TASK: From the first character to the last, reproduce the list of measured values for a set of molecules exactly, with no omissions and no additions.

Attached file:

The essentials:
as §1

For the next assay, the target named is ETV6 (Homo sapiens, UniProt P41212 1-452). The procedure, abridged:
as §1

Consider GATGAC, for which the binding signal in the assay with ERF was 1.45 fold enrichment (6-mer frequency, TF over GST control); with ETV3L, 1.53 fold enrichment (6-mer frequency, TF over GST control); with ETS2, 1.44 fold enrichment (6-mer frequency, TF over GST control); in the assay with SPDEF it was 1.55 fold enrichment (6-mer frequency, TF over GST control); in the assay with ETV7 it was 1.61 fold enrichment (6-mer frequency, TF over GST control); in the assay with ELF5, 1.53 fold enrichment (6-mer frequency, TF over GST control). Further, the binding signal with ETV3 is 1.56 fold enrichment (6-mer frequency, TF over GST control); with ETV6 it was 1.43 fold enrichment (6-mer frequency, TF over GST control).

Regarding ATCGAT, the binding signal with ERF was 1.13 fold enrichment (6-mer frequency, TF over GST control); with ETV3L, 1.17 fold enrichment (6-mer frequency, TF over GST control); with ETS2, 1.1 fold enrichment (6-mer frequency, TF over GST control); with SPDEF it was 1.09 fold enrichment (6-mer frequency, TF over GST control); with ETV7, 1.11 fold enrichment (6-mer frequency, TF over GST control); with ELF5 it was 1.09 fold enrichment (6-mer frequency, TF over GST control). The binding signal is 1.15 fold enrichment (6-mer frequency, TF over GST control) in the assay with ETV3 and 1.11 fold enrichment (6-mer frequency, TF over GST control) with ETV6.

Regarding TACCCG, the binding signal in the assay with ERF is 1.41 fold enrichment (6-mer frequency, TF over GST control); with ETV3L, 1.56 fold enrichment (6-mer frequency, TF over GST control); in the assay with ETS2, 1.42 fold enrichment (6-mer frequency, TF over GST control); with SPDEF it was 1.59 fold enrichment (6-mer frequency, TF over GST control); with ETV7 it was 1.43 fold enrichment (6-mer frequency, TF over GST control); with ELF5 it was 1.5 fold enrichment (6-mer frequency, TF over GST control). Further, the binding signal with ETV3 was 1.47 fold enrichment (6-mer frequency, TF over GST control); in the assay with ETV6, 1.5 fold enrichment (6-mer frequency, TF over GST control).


The essentials:
as §1

For the next assay, the target named is ETV6 (Homo sapiens, UniProt P41212 1-452). The procedure, abridged:
as §1

Consider GATGAC, for which the binding signal in the assay with ERF was 1.45 fold enrichment (6-mer frequency, TF over GST control); with ETV3L, 1.53 fold enrichment (6-mer frequency, TF over GST control); with ETS2, 1.44 fold enrichment (6-mer frequency, TF over GST control); in the assay with SPDEF it was 1.55 fold enrichment (6-mer frequency, TF over GST control); in the assay with ETV7 it was 1.61 fold enrichment (6-mer frequency, TF over GST control); in the assay with ELF5, 1.53 fold enrichment (6-mer frequency, TF over GST control). Further, the binding signal with ETV3 is 1.56 fold enrichment (6-mer frequency, TF over GST control); with ETV6 it was 1.43 fold enrichment (6-mer frequency, TF over GST control).

Regarding ATCGAT, the binding signal with ERF was 1.13 fold enrichment (6-mer frequency, TF over GST control); with ETV3L, 1.17 fold enrichment (6-mer frequency, TF over GST control); with ETS2, 1.1 fold enrichment (6-mer frequency, TF over GST control); with SPDEF it was 1.09 fold enrichment (6-mer frequency, TF over GST control); with ETV7, 1.11 fold enrichment (6-mer frequency, TF over GST control); with ELF5 it was 1.09 fold enrichment (6-mer frequency, TF over GST control). The binding signal is 1.15 fold enrichment (6-mer frequency, TF over GST control) in the assay with ETV3 and 1.11 fold enrichment (6-mer frequency, TF over GST control) with ETV6.

Regarding TACCCG, the binding signal in the assay with ERF is 1.41 fold enrichment (6-mer frequency, TF over GST control); with ETV3L, 1.56 fold enrichment (6-mer frequency, TF over GST control); in the assay with ETS2, 1.42 fold enrichment (6-mer frequency, TF over GST control); with SPDEF it was 1.59 fold enrichment (6-mer frequency, TF over GST control); with ETV7 it was 1.43 fold enrichment (6-mer frequency, TF over GST control); with ELF5 it was 1.5 fold enrichment (6-mer frequency, TF over GST control). Further, the binding signal with ETV3 was 1.47 fold enrichment (6-mer frequency, TF over GST control); in the assay with ETV6, 1.5 fold enrichment (6-mer frequency, TF over GST control).